Have you seen Don McKellar?

Hot Docs 2016 Review: God Knows Where I Am

God Knows Where I Am tells the tragic story of Linda Bishop, a woman battling severe mental illness who starved to death after she was released from a New Hampshire mental hospital in 2007. Her family was not notified of her unconditional discharge and Bishop left the facility with nothing and nowhere to go. She ended up in an abandoned farmhouse and survived through a harsh New England winter on apples and melted snow before dying from starvation four months later.

Bishop left behind a detailed diary which provides much of the substance for the film and allows for a thorough insight into Bishop’s life and her time in the farmhouse leading up to her death. Her diary, narrated to great effect, is compelling and heartbreaking. Bishop’s acceptance of her fate in the final few excerpts is particularly devastating.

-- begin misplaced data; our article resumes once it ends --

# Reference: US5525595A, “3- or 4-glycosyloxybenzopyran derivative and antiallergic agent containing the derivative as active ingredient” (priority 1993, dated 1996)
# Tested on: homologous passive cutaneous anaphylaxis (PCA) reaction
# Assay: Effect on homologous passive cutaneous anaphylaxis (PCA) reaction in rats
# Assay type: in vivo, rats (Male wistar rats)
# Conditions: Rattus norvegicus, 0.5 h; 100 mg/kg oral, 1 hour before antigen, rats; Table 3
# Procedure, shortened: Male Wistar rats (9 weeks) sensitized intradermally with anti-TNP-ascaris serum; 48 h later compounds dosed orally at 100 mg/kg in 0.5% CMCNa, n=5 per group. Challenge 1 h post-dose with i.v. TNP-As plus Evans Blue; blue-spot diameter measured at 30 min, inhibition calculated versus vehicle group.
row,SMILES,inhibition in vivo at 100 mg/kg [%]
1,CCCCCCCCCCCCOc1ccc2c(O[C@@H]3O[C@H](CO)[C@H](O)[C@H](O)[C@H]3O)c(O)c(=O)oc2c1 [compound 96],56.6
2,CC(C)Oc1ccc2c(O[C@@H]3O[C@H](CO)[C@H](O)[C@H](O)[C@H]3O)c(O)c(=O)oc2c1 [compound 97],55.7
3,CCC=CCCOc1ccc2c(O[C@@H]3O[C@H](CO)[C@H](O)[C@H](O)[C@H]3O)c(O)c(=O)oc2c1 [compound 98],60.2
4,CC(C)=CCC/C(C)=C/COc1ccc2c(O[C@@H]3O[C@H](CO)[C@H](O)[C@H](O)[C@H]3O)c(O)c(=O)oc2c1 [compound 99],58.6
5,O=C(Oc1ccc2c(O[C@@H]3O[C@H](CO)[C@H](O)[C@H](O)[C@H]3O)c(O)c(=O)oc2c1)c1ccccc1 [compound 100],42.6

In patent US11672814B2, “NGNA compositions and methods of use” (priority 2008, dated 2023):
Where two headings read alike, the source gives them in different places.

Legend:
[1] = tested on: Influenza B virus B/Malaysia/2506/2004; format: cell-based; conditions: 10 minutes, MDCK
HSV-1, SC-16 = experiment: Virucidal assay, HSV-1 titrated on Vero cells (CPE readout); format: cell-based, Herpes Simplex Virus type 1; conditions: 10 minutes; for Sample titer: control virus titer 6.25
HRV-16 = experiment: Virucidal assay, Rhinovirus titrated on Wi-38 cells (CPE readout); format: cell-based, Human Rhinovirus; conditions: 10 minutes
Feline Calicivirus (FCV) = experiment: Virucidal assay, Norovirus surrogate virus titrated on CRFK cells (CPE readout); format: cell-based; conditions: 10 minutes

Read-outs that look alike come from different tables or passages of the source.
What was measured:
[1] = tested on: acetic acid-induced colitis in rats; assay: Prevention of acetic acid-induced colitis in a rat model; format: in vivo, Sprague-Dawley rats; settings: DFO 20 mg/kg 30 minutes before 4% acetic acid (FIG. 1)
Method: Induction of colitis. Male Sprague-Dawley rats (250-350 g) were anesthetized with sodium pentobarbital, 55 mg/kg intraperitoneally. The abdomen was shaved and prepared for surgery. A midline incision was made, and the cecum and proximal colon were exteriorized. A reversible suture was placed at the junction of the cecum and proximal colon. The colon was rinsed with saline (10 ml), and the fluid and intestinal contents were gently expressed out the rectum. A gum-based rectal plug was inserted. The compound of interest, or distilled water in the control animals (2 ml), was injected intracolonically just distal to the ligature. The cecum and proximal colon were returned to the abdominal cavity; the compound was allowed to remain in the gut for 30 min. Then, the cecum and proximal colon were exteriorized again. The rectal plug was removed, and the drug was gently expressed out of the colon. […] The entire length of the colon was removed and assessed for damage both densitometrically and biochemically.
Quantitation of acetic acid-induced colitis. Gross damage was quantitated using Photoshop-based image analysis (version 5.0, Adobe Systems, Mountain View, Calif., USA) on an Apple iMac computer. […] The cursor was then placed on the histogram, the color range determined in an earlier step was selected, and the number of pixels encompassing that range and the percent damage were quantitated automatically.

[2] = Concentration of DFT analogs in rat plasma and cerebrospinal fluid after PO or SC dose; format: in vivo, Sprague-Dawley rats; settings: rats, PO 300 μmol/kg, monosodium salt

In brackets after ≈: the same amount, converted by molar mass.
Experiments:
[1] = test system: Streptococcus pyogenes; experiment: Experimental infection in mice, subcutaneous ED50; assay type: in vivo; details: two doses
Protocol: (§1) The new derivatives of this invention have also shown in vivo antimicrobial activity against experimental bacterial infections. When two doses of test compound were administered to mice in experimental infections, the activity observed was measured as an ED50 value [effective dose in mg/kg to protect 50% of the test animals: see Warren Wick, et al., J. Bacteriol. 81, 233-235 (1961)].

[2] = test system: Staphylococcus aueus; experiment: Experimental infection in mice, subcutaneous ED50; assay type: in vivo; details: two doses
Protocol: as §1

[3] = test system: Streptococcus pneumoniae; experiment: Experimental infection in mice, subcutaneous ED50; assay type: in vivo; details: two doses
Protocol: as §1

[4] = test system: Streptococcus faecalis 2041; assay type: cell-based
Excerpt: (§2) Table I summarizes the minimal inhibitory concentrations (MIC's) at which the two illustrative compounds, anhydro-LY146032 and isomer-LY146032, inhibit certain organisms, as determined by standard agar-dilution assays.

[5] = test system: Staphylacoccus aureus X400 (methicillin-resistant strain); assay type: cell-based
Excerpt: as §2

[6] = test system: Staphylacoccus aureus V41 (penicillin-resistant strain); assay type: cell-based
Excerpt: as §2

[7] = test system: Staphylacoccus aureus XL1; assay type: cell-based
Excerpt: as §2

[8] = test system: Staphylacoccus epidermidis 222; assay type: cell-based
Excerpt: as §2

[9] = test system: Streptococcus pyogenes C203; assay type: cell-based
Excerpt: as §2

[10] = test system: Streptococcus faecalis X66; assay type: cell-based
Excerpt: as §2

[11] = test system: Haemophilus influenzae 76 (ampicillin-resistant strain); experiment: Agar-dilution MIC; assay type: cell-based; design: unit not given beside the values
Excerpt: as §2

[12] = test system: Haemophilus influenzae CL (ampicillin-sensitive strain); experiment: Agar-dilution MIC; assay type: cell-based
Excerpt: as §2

This is a fairly standard talking-head documentary elevated by some exceptional cinematography and a tragic central story. Directors Jedd and Todd Wider weave several perspectives into the film and ensure that the abandoned house and its surroundings become a character in the film. At 97 minutes, this film could have been trimmed or included a further exploration of the mental health system. The cinematography, as lovely as it is, along with the pacing supress the urgency of the diary narration.

At one point, Bishop’s diary reads “I’m trying but I don’t know what to do”, which is a sad truth of her circumstance but also a sentiment shared by those who knew her and the mental health system which tried to treat her.

While not essential viewing, God Knows Where I Am is a subtle, well-made film about mental illness and a mental health care system that can completely fail people who need it most.

[star v=3]

Dani Saad

Clear eyes, full hearts, can't lose. Unless you're Harry Potter in which case you'll lose... everything.